Many of these people experience culture shock, and as they adjust to an entirely new environment they constantly feel like a fish out of water until such time when they openly adapt to the new culture. I. Classroom Exposure Students go to schools that have different levels of ethnic and racial diversity in their student bodies. However, despite recognition of significant differences among students, school practices still continue to direct uniformity (Guild, 2001).
For this reason, students are more exposed to practices and norms of the majority culture. Most schools today still operate as if every student is ethnically similar. Students use the same materials for learning, the same textbooks, and are required to work on the same amount of material at the same pace. All students likewise work through the same curriculum and study the same content on the same schedule. Moreover, teachers lecture with whole groups of students, simultaneously conveying the same information to everyone.
Unquestionably, efficiency validates some uniformity and consistency in the educational process given the large numbers of students to be educated. Even more justifiable is the argument for equality and general standards across states, districts, and schools (Guild, 2001). Because of this one-sided, practical perspective, the imbalance between diversity and uniformity has not been matched by educators, leading to disturbance of, and abnormal exposure to, other cultures. Presently, schools are overwhelmingly inclined toward uniformity over diversity.
An appropriate balance that considers research, theories, and beliefs instead of efficiency has not been thoughtfully determined, seeing that educators are not deliberately assessing what should be diverse and what should be uniform for students. Schools have hardly any teaching models that properly accommodate both student diversity and consistent educational values. As such, cultural adjustments are constantly accommodated than diversity in view of the fact that education practices, in general, have been developed to intentionally encourage the same education for every student.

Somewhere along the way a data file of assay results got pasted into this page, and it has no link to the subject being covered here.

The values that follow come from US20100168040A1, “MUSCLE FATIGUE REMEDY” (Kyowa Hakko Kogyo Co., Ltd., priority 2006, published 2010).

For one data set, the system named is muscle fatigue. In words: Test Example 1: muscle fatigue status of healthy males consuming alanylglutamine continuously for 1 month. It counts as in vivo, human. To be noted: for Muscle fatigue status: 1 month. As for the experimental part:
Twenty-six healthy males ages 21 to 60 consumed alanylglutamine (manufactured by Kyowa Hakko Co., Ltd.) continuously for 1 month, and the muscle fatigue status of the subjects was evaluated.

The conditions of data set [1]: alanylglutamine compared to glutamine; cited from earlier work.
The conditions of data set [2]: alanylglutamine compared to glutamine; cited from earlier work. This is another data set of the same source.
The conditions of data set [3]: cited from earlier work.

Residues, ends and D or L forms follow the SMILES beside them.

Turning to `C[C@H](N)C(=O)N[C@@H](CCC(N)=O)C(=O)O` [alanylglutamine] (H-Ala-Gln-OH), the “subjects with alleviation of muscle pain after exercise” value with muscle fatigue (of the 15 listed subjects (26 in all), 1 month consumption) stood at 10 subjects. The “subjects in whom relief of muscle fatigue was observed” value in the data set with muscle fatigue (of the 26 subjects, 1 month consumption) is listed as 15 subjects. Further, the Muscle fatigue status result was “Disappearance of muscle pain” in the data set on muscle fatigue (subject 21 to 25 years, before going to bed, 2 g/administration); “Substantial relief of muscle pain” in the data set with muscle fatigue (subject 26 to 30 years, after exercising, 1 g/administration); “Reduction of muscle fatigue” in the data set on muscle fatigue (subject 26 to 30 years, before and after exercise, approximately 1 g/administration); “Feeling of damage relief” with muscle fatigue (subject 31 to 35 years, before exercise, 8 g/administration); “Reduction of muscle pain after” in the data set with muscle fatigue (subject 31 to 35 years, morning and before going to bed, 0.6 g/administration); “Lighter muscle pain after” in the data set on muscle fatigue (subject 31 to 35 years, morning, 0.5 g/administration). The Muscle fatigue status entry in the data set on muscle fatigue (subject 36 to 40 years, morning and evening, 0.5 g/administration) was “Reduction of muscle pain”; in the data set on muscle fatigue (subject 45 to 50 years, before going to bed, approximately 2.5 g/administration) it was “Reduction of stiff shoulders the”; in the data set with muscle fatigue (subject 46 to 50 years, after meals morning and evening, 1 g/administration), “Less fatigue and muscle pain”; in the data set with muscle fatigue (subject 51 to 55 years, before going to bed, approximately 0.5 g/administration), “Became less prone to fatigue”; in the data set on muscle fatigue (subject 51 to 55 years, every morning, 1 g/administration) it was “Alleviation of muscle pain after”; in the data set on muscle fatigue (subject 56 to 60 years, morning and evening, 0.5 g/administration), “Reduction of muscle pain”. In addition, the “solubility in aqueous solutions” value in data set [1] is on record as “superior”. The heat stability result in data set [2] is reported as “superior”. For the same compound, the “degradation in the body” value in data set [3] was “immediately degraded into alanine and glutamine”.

II. Workplace Exposure In countries’ that are significantly founded by immigrants, diversity is all over the place particularly in workplaces. In recent years, an ethnically diverse workplace is very much widespread in the United States as a result of equal rights, and minorities consequently are given the same opportunity as majority people. Because of the noticeable diversity in the workplace today, it would be unlikely that cultural exposure would not arise among the employees.
Accordingly, working in a culturally diverse organization gives employees an experience of their outside world, and what they will handle if they decide to go in a foreign country. The United States, for instance, is composed of numerous diverse communities and for this reason it is impossible to walk down the street or work in the office without seeing individuals from different races or cultures. Most employees believe that it is an enormous advantage to work with people from a diverse cultural background, given that these employees have been able to relate and open their eyes with other employees that are different from them.
They have learned and adapted various things with regard to people with different cultural background, such as their personalities, work ethics, and morals. III. Neighborhood Exposure Exposure to racial and ethnic diversity could also result from constant meeting with diverse peers in the neighborhood environment. In the United States, many people are expected to identify themselves not by their nationality, but by their region or cultures.
Accordingly, neighborhood integration has remained the goal of public policy, seeing that popular opinion perceives it as confirmation of the country’s model of equal opportunity (The White House, n. d. ). Through the cooperation and efforts of business and community leaders, cultural diversity initiatives have concentrated on developing programs that improve racial understanding and awareness. Through these initiatives, people within the neighborhoods have been exposed to, and have improved their, cultural consciousness and adjustments.